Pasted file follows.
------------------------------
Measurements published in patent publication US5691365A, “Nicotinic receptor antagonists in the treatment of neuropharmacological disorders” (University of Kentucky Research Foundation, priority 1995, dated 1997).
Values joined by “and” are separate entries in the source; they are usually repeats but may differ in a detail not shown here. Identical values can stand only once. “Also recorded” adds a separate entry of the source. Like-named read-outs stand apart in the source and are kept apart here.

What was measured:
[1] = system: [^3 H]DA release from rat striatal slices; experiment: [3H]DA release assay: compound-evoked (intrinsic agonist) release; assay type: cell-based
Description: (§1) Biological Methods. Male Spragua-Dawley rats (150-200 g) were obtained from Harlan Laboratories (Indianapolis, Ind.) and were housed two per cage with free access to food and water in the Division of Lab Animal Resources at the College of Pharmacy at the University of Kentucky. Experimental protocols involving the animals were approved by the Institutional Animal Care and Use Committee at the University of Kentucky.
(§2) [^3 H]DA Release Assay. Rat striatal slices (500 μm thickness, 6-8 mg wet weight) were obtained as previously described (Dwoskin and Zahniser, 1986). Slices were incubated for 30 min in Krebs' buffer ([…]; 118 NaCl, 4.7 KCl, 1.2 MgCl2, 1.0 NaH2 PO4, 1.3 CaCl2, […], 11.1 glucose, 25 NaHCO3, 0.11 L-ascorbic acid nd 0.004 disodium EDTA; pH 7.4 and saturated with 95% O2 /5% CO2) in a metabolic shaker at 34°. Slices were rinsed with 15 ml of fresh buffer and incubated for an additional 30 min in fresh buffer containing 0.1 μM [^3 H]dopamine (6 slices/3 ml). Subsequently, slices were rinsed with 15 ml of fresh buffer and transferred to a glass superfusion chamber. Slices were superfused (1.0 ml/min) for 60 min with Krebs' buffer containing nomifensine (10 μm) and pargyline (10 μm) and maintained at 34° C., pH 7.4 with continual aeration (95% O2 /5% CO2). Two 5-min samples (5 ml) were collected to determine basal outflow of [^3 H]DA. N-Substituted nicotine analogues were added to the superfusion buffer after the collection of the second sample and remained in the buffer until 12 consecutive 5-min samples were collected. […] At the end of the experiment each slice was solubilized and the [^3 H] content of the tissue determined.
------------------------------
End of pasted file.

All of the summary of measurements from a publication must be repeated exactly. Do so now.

Measurements published in patent publication US5691365A, “Nicotinic receptor antagonists in the treatment of neuropharmacological disorders” (University of Kentucky Research Foundation, priority 1995, dated 1997).
Values joined by “and” are separate entries in the source; they are usually repeats but may differ in a detail not shown here. Identical values can stand only once. “Also recorded” adds a separate entry of the source. Like-named read-outs stand apart in the source and are kept apart here.

What was measured:
[1] = system: [^3 H]DA release from rat striatal slices; experiment: [3H]DA release assay: compound-evoked (intrinsic agonist) release; assay type: cell-based
Description: (§1) Biological Methods. Male Spragua-Dawley rats (150-200 g) were obtained from Harlan Laboratories (Indianapolis, Ind.) and were housed two per cage with free access to food and water in the Division of Lab Animal Resources at the College of Pharmacy at the University of Kentucky. Experimental protocols involving the animals were approved by the Institutional Animal Care and Use Committee at the University of Kentucky.
(§2) [^3 H]DA Release Assay. Rat striatal slices (500 μm thickness, 6-8 mg wet weight) were obtained as previously described (Dwoskin and Zahniser, 1986). Slices were incubated for 30 min in Krebs' buffer ([…]; 118 NaCl, 4.7 KCl, 1.2 MgCl2, 1.0 NaH2 PO4, 1.3 CaCl2, […], 11.1 glucose, 25 NaHCO3, 0.11 L-ascorbic acid nd 0.004 disodium EDTA; pH 7.4 and saturated with 95% O2 /5% CO2) in a metabolic shaker at 34°. Slices were rinsed with 15 ml of fresh buffer and incubated for an additional 30 min in fresh buffer containing 0.1 μM [^3 H]dopamine (6 slices/3 ml). Subsequently, slices were rinsed with 15 ml of fresh buffer and transferred to a glass superfusion chamber. Slices were superfused (1.0 ml/min) for 60 min with Krebs' buffer containing nomifensine (10 μm) and pargyline (10 μm) and maintained at 34° C., pH 7.4 with continual aeration (95% O2 /5% CO2). Two 5-min samples (5 ml) were collected to determine basal outflow of [^3 H]DA. N-Substituted nicotine analogues were added to the superfusion buffer after the collection of the second sample and remained in the buffer until 12 consecutive 5-min samples were collected. […] At the end of the experiment each slice was solubilized and the [^3 H] content of the tissue determined.